RvBOMally Featured By Owner Jul 1, 2013
The communist Brazil and Indonesia were inspired by your No Crusades map.
RoyalPsycho Featured By Owner Jul 1, 2013
Ah I see now. You really have been piling on the references with this one.
MTT3008 Featured By Owner Jun 28, 2013
Okay, now let us see what you threw into that Scenario.

First: POD during the revolutions of 1848

Second: War of the Worlds + Pokemon (LOL <<'mice which can generate powerful electrical charges'>> )

Third: Then we have Bioshock Infinite

Fourth: I dunno from which game/book/movie/ etc you took the gods-scenario ^^;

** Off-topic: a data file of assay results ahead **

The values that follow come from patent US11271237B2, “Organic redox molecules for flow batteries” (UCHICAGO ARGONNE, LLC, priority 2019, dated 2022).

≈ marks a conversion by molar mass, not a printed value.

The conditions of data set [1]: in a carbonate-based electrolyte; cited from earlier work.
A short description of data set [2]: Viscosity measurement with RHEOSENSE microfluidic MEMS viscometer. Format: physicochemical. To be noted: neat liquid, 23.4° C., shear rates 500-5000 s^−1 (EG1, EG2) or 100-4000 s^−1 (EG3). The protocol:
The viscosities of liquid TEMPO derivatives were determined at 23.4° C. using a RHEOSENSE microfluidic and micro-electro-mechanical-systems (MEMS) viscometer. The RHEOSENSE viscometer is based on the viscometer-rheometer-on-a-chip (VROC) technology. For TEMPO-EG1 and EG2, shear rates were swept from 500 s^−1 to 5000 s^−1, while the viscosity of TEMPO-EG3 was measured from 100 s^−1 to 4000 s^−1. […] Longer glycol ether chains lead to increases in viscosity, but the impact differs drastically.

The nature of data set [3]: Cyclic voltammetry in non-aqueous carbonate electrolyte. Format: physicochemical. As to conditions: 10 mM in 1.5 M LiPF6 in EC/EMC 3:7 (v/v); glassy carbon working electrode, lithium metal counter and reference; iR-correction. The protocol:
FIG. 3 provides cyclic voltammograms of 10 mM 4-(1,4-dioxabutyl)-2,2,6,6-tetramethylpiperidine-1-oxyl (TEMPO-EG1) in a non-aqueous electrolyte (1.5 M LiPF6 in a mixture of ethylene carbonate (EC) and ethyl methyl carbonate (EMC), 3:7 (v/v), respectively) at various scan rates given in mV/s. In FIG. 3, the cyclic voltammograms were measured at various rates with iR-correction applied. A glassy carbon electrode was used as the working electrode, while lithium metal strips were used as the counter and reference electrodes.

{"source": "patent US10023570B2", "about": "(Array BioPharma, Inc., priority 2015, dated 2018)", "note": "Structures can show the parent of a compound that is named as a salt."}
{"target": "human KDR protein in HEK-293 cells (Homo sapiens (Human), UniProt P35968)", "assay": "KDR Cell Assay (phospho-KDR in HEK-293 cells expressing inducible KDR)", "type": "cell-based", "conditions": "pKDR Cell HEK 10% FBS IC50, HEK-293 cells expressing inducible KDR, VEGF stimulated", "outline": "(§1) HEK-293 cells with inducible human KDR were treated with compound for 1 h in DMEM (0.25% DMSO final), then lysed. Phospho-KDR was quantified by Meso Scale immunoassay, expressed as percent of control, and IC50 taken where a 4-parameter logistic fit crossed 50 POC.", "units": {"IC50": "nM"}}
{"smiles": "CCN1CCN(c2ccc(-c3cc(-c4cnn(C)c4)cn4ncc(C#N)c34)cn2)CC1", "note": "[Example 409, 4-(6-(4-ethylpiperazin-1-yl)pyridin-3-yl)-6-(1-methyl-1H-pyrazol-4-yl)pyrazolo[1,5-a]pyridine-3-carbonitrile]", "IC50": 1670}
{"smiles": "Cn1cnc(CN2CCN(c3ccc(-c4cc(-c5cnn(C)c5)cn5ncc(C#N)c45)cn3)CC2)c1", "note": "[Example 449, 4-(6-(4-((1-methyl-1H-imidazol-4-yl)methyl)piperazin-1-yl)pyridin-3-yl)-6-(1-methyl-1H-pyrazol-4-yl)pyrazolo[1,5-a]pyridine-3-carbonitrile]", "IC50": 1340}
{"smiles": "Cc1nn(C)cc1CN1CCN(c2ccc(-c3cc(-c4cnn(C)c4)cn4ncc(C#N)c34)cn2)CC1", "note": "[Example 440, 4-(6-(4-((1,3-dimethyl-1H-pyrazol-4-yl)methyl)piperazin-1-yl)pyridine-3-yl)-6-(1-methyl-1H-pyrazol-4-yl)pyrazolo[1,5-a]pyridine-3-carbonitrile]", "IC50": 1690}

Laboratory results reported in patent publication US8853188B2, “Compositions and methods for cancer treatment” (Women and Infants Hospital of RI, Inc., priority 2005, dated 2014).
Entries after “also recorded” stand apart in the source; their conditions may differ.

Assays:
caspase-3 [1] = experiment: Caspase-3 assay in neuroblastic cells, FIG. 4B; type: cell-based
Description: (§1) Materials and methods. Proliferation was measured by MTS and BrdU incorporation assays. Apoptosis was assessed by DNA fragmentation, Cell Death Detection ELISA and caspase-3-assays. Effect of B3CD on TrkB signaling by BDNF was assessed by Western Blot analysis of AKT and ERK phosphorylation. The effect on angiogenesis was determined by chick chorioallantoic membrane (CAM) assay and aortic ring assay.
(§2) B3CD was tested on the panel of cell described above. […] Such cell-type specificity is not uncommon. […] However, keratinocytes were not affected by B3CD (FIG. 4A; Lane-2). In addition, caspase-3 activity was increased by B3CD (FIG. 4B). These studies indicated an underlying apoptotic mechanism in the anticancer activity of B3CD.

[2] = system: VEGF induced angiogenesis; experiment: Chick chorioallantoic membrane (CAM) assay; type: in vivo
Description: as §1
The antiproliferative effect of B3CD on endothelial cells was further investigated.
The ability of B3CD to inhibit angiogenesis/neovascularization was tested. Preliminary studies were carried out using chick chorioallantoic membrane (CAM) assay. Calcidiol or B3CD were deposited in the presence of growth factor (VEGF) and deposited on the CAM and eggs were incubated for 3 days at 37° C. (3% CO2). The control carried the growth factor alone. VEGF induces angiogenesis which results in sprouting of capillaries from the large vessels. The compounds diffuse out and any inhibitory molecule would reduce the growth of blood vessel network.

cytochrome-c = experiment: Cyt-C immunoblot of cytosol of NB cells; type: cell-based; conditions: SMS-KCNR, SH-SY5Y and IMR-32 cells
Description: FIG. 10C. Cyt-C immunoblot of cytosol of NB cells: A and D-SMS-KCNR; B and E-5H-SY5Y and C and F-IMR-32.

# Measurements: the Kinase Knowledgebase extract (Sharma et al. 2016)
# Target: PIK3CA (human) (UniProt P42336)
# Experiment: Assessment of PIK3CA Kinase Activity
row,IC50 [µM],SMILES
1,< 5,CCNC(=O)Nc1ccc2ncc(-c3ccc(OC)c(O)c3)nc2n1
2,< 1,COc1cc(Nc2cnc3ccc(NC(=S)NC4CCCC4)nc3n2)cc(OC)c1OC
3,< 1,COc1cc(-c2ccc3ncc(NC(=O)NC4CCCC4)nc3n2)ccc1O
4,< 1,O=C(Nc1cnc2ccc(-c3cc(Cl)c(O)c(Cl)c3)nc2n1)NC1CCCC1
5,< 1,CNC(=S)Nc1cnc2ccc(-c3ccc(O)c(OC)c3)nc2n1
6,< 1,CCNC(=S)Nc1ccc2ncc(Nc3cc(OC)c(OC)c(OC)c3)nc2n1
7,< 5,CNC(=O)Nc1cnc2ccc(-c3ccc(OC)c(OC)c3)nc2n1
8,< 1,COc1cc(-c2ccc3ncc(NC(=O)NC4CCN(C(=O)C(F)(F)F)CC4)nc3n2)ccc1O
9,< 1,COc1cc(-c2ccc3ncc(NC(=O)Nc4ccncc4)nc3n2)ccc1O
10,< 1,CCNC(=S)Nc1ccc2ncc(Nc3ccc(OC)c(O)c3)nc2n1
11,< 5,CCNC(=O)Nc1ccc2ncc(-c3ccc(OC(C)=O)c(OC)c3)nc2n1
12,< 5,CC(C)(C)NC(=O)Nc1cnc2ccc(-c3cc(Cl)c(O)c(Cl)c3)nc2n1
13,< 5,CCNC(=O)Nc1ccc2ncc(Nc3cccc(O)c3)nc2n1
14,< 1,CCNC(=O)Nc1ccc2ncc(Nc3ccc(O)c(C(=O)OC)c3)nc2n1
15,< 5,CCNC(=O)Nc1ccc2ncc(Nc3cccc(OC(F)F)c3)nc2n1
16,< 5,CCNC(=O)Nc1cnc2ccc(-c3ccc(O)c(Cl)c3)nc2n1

Fifth: Worldwar by Harry Turtledove

Sixth: Terminator (Rebelling machines)

Seventh: Halo: Combat Evolved

Did I forget something?
RvBOMally Featured By Owner Jul 1, 2013
The gods scenario is from Theocracy: Empires of Abomination by vongreif on As for scenarios you missed, there's elements of Leviathan by Scott Westerfeld and some small references to District 9 and the first Bioshock.
Todyo1798 Featured By Owner Jun 28, 2013  Hobbyist General Artist
Great, now I have to read through the whole thing to see what influence I had in this :/

Though if I may ask, how much coke had you taken before you started this map? :P